When the radio receives the information that all the modules are awake, are functioning properly and have been assigned a location on the ring, normal module MOST bus communications will start.

A functionally normal MOST bus ring could look like this depending on the options and vehicle configuration: Radio=node 1, CD player=node 2, HMI=node 3, AMP=node 4, IC=node 5. And the Surrogate MOST Master Node Upstream will have a value of none.

Note the radio should always be node 1 (see Figures 1 and 2).

Figure 1: This chart shows a normally operating MOST bus with five modules. Note the number of nodes. There is no surrogate master assigned and no communications breaks and the assigned MOST ID numbers. The value UNRECOGNIZED STATE means that there isn’t a module installed.

Figure 2: Normal MOST bus condition.

Photo 2. This is the instrument panel display, it shows radio, cell phone and other vehicle information and is part of the MOST bus ring.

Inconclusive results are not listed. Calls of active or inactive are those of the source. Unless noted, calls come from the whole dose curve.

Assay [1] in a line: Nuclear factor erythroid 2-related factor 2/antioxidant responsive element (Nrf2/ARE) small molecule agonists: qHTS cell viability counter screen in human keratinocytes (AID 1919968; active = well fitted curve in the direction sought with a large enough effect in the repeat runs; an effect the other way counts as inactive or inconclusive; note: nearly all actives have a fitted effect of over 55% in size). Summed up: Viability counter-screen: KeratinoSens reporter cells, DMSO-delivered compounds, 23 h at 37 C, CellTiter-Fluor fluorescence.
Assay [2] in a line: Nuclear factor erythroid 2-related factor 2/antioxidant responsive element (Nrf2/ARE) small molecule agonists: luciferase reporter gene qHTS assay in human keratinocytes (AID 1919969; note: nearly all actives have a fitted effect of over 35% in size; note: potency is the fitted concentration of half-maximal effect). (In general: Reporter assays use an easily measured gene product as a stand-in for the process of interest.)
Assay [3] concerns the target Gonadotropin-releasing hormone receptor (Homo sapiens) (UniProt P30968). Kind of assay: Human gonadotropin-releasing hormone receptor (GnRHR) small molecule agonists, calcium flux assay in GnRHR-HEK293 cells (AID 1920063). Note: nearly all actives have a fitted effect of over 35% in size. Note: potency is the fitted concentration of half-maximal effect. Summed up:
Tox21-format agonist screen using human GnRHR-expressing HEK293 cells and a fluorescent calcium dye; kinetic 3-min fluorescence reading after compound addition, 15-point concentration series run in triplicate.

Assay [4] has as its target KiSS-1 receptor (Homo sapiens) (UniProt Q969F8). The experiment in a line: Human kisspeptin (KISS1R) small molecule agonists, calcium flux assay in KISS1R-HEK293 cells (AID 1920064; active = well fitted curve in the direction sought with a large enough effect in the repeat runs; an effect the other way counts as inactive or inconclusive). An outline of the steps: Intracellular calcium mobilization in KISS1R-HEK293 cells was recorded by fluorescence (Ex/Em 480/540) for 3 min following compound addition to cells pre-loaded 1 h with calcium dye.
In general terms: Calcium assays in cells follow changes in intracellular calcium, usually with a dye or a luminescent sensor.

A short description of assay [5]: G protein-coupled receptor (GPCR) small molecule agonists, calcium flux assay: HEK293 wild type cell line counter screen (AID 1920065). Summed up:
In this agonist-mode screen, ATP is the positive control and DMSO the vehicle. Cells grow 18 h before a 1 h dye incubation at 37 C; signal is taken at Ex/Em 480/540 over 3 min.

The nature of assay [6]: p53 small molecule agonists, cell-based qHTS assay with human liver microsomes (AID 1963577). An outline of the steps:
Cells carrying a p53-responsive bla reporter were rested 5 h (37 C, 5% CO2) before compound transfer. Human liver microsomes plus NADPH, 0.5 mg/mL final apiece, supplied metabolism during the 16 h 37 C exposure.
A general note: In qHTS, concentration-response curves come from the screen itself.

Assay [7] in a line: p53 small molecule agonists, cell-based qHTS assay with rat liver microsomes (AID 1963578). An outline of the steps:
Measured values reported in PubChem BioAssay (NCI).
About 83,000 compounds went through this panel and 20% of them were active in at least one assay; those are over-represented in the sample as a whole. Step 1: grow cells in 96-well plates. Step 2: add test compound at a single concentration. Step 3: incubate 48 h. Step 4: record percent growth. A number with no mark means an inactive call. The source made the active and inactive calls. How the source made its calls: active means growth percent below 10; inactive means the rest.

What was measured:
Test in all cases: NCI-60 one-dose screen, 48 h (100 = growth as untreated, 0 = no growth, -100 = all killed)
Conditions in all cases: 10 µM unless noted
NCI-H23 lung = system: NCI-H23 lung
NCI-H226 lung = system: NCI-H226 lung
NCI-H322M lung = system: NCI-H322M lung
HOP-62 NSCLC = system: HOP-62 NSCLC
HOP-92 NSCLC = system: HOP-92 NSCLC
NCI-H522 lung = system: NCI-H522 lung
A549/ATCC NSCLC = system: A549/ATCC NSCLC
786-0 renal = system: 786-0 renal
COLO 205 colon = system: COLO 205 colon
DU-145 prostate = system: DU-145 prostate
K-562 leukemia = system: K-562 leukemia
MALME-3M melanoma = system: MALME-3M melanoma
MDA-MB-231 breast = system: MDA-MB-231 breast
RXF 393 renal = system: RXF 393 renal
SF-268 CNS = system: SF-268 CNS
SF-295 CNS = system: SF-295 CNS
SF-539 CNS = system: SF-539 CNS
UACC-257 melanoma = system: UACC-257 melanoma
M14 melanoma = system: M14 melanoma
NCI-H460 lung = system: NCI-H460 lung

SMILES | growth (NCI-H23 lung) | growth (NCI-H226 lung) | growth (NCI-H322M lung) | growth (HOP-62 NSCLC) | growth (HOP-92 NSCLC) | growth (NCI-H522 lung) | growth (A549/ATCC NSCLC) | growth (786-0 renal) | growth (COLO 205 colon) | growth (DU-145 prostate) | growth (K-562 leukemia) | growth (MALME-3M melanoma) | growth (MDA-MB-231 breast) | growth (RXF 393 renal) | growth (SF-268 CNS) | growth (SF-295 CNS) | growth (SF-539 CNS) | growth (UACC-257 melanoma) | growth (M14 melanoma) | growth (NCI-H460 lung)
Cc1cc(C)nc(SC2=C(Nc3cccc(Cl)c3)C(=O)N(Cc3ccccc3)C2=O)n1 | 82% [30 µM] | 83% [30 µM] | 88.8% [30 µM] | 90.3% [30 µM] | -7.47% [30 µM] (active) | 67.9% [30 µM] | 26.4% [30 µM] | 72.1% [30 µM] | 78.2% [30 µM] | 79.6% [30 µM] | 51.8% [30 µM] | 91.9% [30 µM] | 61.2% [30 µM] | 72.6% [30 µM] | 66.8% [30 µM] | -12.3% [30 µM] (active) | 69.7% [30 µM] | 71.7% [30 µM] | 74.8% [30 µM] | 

When a node on the MOST bus ring does not receive data from the node before it, a ring break may have occurred (it keeps track of the number of breaks). But before a trouble code is set, the radio will try to make sure that all the nodes are awake. It does this by sending out the 100 millisecond wake-up pulse signal up to three times (with a two second delay between pulses) on the MOST control line. If after the third attempt, there is still no data received, the radio will send out a 300 millisecond pulse every 2.5 seconds on the MOST control circuit and the radio will set the U0028:00 MOST bus DTC.